Bobby Goodale was remembered for his generosity, intelligence and devotion to his family and community during a service in celebration of his life Sunday at Old Steeple Community Church in Aquebogue.
Mr. Goodale, 72, whose full name was Jesse Robinson Goodale III, died Thanksgiving morning at Peconic Bay Medical Center following a lengthy stay there.
Earlier in the week, his widow, Dhonna Goodale, had issued a statement listing the many businesses, charities and community activities he was involved in.
“Bobby truly epitomized community service,” it read.
Mr. Goodale served in numerous capacities at Peconic Bay Medical Center, was a former president of the Riverhead Chamber of Commerce, a former chairman of the Suffolk County Planning Board and a past chairman of the Riverhead Development Corporation at the Enterprise Park at Calverton, which screened potential uses for the property.
Many community members and relatives spoke Sunday, including Mr. Goodale’s sons, Jesse and Jared, and his brother, Edgar, who shared memories of his brother growing up.
Often, speakers became choked up at they spoke, fighting back tears.
“At that time I never really understood what he was all about,” Edgar said. “He was the one with his nose in a book, a French horn on his lips, a tennis racket in his hand and, in his head, a brilliant mind that would serve him the rest of his life. He graduated from high school top of his class.”
He had a degree in political science and, Edgar said, would say that he couldn’t have gotten a degree in anything that would pay less than his political science degree.
“Bobby stated this to me. He never complained,” he said.
Bobby worked at Riverhead Building Supply, the family business, for over 30 years, but his passion was politics, his brother said. Whether it be local, state, federal or foreign politics, Bobby knew about it.
“His knowledge of events and the people involved seemed endless,” Edgar said. “I would ask Bobby, ‘Who is that person who is waiting for a particular office?’ and without hesitation, he would speak eloquently of the person‘s resume and how wonderful the person was and then state he doesn’t have a chance in hell of winning. He was always correct.”
Edgar said his brother missed his real calling, as a diplomat.
“He was a consensus-builder, someone who could bring common sense into a situation that was spiraling out of control.”
Mr. Goodale’s son Jesse, whose full name is Jesse Robinson Goodale IV, said it’s best to describe his father in different ways.
He was a scholar who tutored his sons in history and English and was an adjunct professor at Suffolk County Community College.
“He appreciated not only learning, but teaching,” Jesse said.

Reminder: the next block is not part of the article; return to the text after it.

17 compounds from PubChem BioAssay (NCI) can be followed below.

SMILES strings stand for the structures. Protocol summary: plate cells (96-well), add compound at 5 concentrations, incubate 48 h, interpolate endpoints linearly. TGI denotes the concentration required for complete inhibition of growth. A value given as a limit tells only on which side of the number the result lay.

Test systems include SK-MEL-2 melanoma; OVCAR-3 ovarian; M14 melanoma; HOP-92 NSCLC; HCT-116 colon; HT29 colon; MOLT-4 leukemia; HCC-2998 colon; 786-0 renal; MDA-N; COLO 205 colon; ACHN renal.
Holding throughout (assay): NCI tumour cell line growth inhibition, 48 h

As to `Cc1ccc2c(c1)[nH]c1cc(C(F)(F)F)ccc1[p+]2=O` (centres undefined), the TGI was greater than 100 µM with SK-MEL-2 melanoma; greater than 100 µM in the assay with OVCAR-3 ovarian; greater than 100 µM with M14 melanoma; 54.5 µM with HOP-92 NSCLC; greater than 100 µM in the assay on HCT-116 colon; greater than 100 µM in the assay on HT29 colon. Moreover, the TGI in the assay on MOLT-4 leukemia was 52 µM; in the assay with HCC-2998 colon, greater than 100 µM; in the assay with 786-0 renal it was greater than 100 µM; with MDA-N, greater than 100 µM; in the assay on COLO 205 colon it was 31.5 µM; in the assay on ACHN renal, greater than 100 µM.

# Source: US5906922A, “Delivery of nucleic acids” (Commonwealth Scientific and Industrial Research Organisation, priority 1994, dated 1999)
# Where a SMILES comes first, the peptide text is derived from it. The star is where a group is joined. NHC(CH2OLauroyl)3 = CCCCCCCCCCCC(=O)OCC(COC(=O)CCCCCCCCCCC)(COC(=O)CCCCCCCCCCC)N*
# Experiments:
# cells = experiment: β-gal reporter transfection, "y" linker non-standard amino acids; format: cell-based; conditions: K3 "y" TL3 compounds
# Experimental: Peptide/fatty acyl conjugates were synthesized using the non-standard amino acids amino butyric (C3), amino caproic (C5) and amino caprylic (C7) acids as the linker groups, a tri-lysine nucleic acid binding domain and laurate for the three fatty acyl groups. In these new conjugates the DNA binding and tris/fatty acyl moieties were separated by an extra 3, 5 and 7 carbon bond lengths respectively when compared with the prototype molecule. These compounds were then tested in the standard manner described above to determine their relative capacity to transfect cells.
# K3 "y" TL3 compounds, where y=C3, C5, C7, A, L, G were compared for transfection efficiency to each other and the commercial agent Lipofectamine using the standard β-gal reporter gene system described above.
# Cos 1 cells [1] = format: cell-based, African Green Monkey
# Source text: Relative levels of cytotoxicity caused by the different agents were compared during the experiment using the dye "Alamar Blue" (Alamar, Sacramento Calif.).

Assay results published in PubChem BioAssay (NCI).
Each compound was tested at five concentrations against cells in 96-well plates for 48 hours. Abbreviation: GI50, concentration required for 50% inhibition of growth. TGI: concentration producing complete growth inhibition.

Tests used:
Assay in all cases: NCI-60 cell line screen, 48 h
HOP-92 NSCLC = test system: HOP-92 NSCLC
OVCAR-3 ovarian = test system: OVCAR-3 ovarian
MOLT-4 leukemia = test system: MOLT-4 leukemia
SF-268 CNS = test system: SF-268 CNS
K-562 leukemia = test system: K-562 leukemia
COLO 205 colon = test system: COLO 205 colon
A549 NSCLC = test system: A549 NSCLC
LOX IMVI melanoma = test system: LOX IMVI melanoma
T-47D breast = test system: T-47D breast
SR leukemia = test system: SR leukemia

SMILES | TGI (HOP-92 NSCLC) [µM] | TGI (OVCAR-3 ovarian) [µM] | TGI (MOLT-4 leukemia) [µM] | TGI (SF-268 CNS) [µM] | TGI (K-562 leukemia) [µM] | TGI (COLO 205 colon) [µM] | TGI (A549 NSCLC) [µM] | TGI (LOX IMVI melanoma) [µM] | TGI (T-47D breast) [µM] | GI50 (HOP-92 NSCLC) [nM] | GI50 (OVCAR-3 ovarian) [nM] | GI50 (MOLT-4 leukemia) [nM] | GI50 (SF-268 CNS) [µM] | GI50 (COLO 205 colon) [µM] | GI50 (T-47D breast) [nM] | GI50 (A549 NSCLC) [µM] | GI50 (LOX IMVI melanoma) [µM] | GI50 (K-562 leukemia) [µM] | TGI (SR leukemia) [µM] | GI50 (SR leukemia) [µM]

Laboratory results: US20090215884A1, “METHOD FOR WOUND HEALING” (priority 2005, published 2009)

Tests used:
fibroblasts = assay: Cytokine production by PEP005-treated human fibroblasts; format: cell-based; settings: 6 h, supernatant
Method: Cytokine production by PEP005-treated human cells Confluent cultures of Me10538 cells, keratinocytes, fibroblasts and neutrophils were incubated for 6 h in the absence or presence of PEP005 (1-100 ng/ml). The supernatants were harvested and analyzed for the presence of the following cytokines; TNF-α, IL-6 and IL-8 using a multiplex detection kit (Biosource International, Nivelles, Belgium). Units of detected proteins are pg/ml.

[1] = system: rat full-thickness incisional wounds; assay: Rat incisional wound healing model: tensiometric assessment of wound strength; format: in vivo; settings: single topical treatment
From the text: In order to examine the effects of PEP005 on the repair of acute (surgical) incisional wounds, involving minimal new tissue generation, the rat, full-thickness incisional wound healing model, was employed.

He was a joker, who would also keep a light mood, and he was a practical, realistic person who loved playing chess.
Jesse said he challenged his father in chess, saying he would get a trophy if he won.
“A normal parent would let their child win,” Jesse joked. “He was not a normal parent. I never did beat him in chess … he wanted me to work for things because he knew that I wasn’t going to get everything handed to me, and I’m glad that I did learn that lesson.”
His brother, Jared, recalled that his father loved news and sports.
“I would come into the kitchen so many times where he’d be watching Rachel Maddow, or I would catch him watching the Yankees and getting mad because the Yankees were losing,” Jared said.
“People used to say that I got a Harvard education right at home and I believed that. He taught me so much,” Jared said. “There’s a saying that God puts the heaviest burden on those that can carry the weight, and I believe that. Even though he’s physically gone, he’s always going to be around.”
Attorney John Ciarelli recalled working with Mr. Goodale on Riverhead Building Supply issues.
“He was a person of intelligence and sensitivity,” Mr. Ciarelli said. “It should be no surprise that one quickly realizes he’s an intelligent and thoughtful person. It was obvious that I was interacting with somebody who was smarter than I was.”
Helene Schneider, Mr. Goodale’s niece, said, “Uncle Bobby was my political science teacher. He was the go-to guy when I was growing up and had some questions about a current event or something related to government … I know he loved Mario Cuomo. I don’t think he liked Ed Koch.”
She recalled that her uncle “was an investor in big dreams. Especially ones that were long shots.”
“Bobby was such a wonderful man,” said Dr. Chandra Jones, Dhonna Goodale’s sister. “I don’t have to stand here and tell you all the things he’s accomplished in his life because you already know those things. But I can tell you about a deep, deep love affair that only Bobby and Dhonna shared, and that turned into two glorious young men.”
Mr. Goodale is one of the few people who received News-Review People of the Year awards more than once. He was the 1992 Person of the Year in Riverhead, and co-winner of the 1994 Civic Person of the Year, along with downtown business owner Barry Barth.
“He had the heart of Riverhead in his mind all the time,” Mr. Barth was quoted as saying of him in 1992.
Bobby’s father, Jesse Goodale II, was the News-Review’s first Person of the Year recipient in 1988.
Jack Kratoville said Mr. Goodale was very active in Old Steeple Church over the years, but that he was amazed by how many other things he was involved in, which were detailed in the obituary.
“I don’t know how he found time for all of these,” Mr. Kratoville said.
Bobby Goodale was buried at Aquebogue Cemetery, on Main Road opposite Old Steeple Church, and town police stopped traffic so his casket could be carried across the street, followed by a lengthy procession.
Top photo caption: Mourners at the Sunday service for Bobby Goodale. (Credit: Tim Gannon)